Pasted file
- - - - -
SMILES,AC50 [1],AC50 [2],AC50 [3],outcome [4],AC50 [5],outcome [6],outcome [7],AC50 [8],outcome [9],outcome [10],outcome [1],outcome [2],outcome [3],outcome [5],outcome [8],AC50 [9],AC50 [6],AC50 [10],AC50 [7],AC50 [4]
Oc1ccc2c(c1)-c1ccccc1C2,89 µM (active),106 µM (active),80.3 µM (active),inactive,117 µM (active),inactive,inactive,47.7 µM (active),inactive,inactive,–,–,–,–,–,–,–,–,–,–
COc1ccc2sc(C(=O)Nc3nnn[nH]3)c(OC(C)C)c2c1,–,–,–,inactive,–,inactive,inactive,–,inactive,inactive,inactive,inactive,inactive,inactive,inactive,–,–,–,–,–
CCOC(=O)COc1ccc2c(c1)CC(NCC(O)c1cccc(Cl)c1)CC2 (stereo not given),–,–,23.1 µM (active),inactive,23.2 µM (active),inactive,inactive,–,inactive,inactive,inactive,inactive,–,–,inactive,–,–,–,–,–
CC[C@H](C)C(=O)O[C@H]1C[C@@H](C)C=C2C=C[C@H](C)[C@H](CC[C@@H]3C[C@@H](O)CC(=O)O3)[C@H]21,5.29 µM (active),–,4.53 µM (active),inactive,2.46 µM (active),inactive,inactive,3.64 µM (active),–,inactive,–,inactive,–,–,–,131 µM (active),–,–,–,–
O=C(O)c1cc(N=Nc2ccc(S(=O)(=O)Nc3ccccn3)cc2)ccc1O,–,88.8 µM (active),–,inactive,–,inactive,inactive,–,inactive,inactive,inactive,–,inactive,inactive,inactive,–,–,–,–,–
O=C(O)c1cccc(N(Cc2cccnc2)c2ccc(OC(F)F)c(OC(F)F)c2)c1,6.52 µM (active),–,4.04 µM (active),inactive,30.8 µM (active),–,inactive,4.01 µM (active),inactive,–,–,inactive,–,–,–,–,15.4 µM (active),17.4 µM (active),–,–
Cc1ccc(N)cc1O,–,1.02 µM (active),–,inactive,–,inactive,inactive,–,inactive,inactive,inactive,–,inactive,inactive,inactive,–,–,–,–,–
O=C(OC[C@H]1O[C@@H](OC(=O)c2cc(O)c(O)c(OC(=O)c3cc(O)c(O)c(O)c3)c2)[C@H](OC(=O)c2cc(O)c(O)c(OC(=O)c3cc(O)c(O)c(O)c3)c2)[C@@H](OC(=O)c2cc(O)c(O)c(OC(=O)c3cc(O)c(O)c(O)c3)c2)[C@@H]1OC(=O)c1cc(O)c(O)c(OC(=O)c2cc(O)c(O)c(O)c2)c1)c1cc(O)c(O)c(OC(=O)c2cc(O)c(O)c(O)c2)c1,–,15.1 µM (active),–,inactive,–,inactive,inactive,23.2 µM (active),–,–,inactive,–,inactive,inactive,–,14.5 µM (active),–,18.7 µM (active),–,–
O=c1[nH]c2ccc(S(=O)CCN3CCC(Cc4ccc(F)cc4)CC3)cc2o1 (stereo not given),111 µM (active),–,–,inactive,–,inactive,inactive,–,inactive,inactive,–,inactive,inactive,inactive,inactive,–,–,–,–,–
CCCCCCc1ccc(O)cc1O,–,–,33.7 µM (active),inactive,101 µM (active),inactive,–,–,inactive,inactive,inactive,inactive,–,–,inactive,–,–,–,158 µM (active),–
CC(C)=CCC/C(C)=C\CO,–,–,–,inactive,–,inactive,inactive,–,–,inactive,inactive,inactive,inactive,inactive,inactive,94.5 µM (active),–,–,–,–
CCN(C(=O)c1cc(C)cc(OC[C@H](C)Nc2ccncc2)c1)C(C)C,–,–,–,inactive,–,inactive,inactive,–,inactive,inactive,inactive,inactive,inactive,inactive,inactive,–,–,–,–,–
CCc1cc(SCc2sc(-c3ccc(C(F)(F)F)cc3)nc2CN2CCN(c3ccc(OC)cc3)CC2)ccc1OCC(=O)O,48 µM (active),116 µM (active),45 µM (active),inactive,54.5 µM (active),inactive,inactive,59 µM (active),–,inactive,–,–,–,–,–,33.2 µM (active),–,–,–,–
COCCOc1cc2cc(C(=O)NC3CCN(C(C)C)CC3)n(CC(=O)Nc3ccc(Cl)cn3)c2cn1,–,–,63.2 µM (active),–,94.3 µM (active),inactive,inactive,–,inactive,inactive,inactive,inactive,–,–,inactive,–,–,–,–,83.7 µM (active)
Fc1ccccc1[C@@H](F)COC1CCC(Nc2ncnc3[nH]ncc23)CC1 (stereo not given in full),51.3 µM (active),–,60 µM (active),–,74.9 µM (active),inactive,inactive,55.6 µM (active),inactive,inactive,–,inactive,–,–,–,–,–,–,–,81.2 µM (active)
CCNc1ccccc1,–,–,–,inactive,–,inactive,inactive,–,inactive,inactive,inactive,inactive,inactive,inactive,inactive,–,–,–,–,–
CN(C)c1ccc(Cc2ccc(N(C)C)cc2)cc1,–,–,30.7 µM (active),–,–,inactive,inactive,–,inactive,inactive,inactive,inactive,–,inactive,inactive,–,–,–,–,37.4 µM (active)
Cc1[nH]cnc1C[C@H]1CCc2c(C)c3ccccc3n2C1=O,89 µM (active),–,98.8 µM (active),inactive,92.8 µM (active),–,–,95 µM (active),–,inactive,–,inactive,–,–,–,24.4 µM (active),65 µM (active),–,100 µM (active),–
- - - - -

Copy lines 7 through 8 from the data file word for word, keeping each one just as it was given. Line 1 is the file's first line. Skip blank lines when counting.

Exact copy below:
O=C(O)c1cccc(N(Cc2cccnc2)c2ccc(OC(F)F)c(OC(F)F)c2)c1,6.52 µM (active),–,4.04 µM (active),inactive,30.8 µM (active),–,inactive,4.01 µM (active),inactive,–,–,inactive,–,–,–,–,15.4 µM (active),17.4 µM (active),–,–
Cc1ccc(N)cc1O,–,1.02 µM (active),–,inactive,–,inactive,inactive,–,inactive,inactive,inactive,–,inactive,inactive,inactive,–,–,–,–,–